Internet Filtering in Singapore in 2004-2005: A Country Study
July 31, 2005
The Republic of Singapore is an economic leader in Southeast Asia, with a vibrant information and communications technologies sector; however, the state maintains strong formal and informal controls over the information to which its citizens have access. Singapore's official position is that the state filters Internet content to promote social values and maintain national unity, with the goal of denying access to objectionable material, especially pornography and content encouraging ethnic or religious strife. The Media Development Authority (MDA) claims to block only a symbolic list of 100 Web sites (primarily pornography) as a symbol of the state's disapproval of this content. In addition, the MDA encourages, and each of Singapore's three primary Internet Service Providers offers, optional, filtered Internet access services that block additional sites for a minimal monthly fee.
In our testing, the OpenNet Initiative (ONI) found extremely minimal filtering of Internet content in Singapore, as only eight sites of 1,632 tested (.49%) were blocked: www.cannabis.com, www.chick.com, www.formatureaudiencesonly.com, www.penthouse.com, www.persiankitty.com, www.playboy.com, www.playgirl.com, and www.sex.com. The limited blocking that our testing revealed focuses on a few pornographic URLs and one site each in the categories of illegal drugs and fanatical religion. Similar content is readily available at other sites on the Internet that are not blocked in Singapore. Thus, Singapore's Internet content regulation depends primarily on access controls (such as requiring political sites to register for a license) and legal pressures (such as defamation lawsuits and the threat of imprisonment) to prevent people from posting objectionable content rather than technological methods to block it. Compared to other countries that implement mandatory filtering regimes that ONI has studied closely, Singapore's technical filtering system is one of the most limited.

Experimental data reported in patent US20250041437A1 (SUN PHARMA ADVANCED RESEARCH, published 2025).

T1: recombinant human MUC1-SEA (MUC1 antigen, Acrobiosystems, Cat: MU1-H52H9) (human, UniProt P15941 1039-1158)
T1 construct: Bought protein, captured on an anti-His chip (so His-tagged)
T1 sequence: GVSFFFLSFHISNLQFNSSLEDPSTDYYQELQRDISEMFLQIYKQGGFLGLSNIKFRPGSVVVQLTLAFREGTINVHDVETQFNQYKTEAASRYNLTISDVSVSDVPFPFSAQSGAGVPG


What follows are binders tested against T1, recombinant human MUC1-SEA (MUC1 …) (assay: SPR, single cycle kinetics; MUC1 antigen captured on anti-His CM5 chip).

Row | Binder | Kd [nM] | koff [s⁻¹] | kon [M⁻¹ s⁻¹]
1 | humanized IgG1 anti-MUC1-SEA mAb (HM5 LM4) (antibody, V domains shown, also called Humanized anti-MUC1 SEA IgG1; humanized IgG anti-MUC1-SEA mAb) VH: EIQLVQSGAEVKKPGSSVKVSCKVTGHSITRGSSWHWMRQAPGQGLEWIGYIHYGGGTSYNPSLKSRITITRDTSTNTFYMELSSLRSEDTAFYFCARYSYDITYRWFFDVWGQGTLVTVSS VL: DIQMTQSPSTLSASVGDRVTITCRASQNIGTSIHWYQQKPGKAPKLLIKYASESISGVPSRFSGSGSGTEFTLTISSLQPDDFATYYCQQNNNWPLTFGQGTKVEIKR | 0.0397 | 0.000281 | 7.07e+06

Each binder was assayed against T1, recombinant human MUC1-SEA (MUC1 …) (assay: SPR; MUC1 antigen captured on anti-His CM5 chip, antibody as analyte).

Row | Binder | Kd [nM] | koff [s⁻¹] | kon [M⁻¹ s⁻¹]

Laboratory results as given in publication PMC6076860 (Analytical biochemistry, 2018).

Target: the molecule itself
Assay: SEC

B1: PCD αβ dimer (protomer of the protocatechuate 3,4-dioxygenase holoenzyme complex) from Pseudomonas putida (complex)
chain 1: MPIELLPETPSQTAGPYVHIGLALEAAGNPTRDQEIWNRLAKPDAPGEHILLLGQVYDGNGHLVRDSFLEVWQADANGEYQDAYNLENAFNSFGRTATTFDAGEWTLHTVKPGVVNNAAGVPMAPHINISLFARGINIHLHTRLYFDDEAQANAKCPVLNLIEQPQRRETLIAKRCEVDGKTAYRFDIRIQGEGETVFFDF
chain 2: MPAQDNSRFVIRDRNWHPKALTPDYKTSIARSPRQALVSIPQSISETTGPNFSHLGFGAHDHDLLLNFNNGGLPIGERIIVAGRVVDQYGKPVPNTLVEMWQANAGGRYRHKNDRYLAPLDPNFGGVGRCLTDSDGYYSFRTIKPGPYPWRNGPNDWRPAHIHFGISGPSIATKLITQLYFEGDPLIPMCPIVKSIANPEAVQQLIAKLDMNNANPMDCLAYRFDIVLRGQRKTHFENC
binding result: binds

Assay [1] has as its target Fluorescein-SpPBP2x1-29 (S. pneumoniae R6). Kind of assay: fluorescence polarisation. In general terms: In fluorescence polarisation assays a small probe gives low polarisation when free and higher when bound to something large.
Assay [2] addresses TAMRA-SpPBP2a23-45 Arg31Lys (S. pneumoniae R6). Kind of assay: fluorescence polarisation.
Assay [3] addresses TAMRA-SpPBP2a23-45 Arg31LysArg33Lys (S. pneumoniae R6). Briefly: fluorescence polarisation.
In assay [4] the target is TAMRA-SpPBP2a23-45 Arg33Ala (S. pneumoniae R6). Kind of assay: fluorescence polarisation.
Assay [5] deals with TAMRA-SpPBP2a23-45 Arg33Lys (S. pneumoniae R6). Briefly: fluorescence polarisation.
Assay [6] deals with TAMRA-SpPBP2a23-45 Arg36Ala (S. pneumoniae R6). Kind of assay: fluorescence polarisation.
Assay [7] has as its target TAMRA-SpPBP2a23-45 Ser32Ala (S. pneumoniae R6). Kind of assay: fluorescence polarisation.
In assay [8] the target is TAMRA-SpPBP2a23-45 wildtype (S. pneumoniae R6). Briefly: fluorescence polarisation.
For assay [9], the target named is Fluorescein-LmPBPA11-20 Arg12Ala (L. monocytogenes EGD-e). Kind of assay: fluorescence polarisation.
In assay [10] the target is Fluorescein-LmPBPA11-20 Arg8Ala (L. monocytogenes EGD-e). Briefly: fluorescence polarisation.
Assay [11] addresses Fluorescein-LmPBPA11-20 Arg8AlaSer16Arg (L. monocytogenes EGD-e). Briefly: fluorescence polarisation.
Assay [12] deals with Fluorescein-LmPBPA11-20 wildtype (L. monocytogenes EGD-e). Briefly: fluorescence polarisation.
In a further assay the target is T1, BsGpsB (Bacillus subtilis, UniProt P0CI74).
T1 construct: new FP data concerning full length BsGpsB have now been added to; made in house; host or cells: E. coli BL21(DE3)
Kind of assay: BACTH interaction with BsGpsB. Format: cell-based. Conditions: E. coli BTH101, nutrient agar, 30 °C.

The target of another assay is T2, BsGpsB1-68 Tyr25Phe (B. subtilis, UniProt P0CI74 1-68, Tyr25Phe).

For the full text of this report, please visit http://opennet.net/studies/singapore/